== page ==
The CDC has stated the obvious when it comes to people who have been vaccinated. Under newly released guidelines people who have been vaccinated no longer need to wear a mask whether they are indoors or outdoors or at large or small gatherings.
In other words, the CDC has decided to use common sense. If the vaccines work – it makes no sense to require vaccinated people to wear masks.
Hopefully, our Governor will embrace science instead of just talking about how he looks to science for guidance during the pandemic.
This week’s newsletter highlights National Police Week, a new report on Illinois’ economic outlook and the efforts to lower the license plate renewal fee for small trailers.
As always if you have any questions, feel free to email me or call my office at 217-774-1306.
National Police Week should be every week
As National Police Week winds down, I think we should make the appreciation of law enforcement more than just something we do one week per year.
The vast majority of people who serve in law enforcement do so honorably. They risk a lot to keep us safe. It should not take a special week on the calendar for us to appreciate the sacrifices law enforcement make for us on a daily basis.
National Police week can be traced backed to 1962 when President John F. Kennedy signed a proclamation designating May 15 as Peace Officers Memorial Day and the week in which that date falls as Police Week. It is an opportunity for the community to show their appreciation for the hard work and sacrifices of those who serve in law enforcement.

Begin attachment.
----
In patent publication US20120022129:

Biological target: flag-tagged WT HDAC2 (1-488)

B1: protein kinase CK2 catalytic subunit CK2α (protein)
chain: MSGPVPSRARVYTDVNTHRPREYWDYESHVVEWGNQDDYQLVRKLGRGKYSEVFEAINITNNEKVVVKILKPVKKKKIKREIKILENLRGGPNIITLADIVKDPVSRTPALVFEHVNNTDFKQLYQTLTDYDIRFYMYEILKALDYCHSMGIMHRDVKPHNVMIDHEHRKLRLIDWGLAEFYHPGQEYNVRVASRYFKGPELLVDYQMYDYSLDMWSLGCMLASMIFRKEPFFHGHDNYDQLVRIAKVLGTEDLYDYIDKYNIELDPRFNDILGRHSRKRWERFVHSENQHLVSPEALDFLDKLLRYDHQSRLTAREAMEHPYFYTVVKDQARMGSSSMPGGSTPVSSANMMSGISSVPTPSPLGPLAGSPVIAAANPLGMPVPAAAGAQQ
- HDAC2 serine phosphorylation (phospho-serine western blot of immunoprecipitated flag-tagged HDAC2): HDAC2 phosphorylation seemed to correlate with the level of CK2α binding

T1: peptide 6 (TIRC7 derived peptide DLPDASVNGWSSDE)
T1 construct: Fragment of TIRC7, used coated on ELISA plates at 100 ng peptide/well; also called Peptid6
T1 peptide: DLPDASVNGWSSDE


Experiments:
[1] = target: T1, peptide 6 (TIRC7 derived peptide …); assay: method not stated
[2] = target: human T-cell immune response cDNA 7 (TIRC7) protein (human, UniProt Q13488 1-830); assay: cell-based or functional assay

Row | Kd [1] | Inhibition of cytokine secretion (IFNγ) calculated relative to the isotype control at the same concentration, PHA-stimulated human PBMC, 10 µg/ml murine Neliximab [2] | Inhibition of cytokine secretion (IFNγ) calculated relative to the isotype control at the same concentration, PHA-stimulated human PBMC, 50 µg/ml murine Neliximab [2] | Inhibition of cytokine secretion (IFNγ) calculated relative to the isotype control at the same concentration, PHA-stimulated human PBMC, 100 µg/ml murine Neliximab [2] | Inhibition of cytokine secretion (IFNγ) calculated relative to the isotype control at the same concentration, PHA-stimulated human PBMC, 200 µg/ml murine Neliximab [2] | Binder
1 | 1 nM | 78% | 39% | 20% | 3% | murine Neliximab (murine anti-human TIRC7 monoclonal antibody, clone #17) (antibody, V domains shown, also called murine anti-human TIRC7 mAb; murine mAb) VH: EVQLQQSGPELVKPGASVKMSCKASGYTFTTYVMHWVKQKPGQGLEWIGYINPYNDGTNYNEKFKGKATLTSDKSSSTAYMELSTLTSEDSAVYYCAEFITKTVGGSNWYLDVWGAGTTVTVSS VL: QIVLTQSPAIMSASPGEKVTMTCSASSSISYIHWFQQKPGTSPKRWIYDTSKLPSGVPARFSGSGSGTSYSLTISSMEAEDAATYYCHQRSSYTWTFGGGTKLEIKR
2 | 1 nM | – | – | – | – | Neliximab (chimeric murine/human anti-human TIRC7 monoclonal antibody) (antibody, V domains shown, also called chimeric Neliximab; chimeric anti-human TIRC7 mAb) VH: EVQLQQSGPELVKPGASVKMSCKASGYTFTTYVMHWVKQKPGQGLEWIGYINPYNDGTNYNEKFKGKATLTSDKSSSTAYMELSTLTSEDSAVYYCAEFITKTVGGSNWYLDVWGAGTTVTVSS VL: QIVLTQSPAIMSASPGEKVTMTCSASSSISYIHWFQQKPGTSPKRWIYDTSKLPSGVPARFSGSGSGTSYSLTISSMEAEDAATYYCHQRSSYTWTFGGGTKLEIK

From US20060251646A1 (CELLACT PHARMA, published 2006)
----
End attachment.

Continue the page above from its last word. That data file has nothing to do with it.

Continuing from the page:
So far this year 125 police officers nationally have died in the line of duty. The total overall line of duty deaths is up 9 percent so far this year, and the number of officers killed by gunfire is up 28 percent this year.
Criminals know cities across the country are defunding their police departments and are short-handed and they are taking full advantage of the situation. The end result is that the safety of our communities is comprised, and our police officers are facing even greater threats. We need to stand up for law enforcement because the safety of our communities depends on it.
New report ranks Illinois’s economic future outlook the third worst in the nation
Illinois’s economic outlook is poor according to a new report from the American Legislative Exchange Council. The report, called “Rich States, Poor States” ranks Illinois 47th in the country for its economic outlook.
According to co-author Arthur Laffer, former economic advisor to former President Ronald Reagan, states that favor low tax and spending policies came out on top of the list, which certainly is not Illinois.
Illinois gets low marks for property taxes, a poor litigation climate and high corporate taxes. To see the full Illinois rankings log in here.
Trailer fee bill stalls
As part of Gov. Pritzker’s infrastructure plan, the license plate renewal fees for small trailers went up from $18 to $118.
Since the fee hike has taken effect, the number of license plate stickers for these small trailers has decreased by 150,000.
Several legislators on both sides of the aisle have filed measures to reduce these fees. The House Revenue and Finance Committee held a hearing on the trailer fee issue, but no vote was taken. The Chairman of the Committee Rep. Michael Zalewski, D-Riverside, said he hopes to get compromise legislation to lower the fees by the end of session, which is very good news.
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